We had another department director staff meeting this week. I keep bragging on our staff, and I felt the same way during this meeting. In the 90 minutes we spend together, I am always impressed on how busy our departments are. I also love how well they communicate with each other and offer advice and help where they can.
It was cold on Wednesday, and that seemed appropriate as we met at the county building to hold our annual snow plan meeting. Every department in Laramie County was represented and seem ready to respond to the snow when it comes. I just hope that snow fall does not come close to what we experienced on March 12th of this year. Jeanine West, from our emergency management agency, does a great job of making sure we are ready for whatever may come.
The Urban Renewal Authority and Hitching Post is still taking time and attention. I met with the new owner of the Hitching Post site to make sure we are on track for the remediation of the old burned-out buildings. Good news is they have started, and the buildings are coming down. We also had a URA board meeting on Thursday. I so appreciate the five volunteer board members who give of their time to help make this program work. This is a new program; we have some growing pains as we must create all the processes from scratch. I am excited that multiple landowners in the area are looking to develop in the area of the Hitching Post. A true public-private partnership success.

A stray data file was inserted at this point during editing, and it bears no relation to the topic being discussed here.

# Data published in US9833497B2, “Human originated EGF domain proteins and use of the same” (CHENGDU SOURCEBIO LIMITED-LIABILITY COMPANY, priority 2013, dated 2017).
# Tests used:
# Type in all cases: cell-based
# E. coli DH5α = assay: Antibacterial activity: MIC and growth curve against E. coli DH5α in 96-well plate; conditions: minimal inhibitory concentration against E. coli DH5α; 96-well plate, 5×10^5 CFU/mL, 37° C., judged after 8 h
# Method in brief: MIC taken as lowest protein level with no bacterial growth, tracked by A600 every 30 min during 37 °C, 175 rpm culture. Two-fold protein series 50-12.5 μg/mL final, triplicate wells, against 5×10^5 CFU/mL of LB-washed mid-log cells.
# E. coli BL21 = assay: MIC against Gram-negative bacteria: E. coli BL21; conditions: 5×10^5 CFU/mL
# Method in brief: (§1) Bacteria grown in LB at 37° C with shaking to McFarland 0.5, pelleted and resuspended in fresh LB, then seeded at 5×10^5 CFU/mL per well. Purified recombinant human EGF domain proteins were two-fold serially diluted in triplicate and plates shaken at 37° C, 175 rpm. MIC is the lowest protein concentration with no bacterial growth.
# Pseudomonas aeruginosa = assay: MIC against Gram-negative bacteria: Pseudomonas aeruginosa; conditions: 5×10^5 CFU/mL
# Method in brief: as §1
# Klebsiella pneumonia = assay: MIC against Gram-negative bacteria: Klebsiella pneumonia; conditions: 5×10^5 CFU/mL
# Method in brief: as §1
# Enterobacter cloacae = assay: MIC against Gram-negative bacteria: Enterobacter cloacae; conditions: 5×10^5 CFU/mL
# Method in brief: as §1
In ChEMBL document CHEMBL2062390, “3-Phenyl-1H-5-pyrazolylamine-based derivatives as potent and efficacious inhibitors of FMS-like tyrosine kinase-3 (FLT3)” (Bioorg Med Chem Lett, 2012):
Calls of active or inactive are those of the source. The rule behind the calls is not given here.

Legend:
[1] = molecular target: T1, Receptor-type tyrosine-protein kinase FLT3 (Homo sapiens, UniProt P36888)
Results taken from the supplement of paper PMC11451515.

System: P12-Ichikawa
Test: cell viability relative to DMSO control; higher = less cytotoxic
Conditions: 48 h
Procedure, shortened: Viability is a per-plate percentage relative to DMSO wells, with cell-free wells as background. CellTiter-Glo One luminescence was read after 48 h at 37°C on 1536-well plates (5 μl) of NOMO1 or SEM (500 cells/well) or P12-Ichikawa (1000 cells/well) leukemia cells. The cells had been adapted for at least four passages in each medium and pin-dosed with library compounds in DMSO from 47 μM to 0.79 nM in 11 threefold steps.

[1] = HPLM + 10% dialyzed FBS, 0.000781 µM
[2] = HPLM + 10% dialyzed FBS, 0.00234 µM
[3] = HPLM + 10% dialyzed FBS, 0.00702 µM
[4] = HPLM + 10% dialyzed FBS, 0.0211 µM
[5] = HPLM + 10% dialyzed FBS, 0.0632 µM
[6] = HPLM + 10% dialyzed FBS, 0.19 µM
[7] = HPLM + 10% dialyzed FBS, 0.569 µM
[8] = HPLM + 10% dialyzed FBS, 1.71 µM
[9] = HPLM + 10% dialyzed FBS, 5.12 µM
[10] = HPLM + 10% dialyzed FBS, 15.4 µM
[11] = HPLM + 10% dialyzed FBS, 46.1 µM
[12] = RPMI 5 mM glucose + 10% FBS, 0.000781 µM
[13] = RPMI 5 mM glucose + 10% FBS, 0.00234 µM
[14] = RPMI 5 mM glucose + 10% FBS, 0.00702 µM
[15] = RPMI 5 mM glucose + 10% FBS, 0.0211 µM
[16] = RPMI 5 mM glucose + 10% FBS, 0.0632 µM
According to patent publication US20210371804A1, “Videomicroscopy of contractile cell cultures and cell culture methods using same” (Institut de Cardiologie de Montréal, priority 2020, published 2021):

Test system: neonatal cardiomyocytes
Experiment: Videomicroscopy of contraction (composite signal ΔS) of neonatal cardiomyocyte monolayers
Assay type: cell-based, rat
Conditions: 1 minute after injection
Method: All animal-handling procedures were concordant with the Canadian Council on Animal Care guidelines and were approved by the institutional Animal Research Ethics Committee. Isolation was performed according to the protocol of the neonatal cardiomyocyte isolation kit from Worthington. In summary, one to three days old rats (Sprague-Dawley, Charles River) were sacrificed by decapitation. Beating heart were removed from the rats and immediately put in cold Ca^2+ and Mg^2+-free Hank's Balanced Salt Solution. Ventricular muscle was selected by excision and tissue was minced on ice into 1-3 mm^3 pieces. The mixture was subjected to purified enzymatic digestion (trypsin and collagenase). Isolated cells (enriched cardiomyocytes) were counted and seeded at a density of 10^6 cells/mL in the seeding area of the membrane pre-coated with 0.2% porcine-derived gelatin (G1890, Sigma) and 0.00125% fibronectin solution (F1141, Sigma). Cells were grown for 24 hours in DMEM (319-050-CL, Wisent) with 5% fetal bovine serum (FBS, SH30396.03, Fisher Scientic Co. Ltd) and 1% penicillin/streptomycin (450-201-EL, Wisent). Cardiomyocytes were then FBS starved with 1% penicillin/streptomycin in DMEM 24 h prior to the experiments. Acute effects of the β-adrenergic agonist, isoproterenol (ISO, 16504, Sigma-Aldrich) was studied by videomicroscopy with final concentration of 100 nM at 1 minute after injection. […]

I had lunch with Municipal Judge Ron Jeffrey. I was nice to catch up with an old friend, and to get an update on the good work he is doing with the youth portion of our court. Ron has been such an important influence on the youth of our community for decades. I am looking forward to hearing him speak during the 50th anniversary dinner for Youth Alternatives in a couple of weeks. Hope you would join us to celebrate this historic anniversary dinner.
Steve Wagner is the President of the Expedition League in college baseball. This league is a summer college baseball league, and they would like to expand into Cheyenne. It is something I would love to do. Our problem is I do not think we have the capacity to add another 32 games to our existing adult baseball fields during the height of the summer. A new field would cost around 4 million dollars, and it is hard to justify for the proposed level of use, especially with our recent budget woes.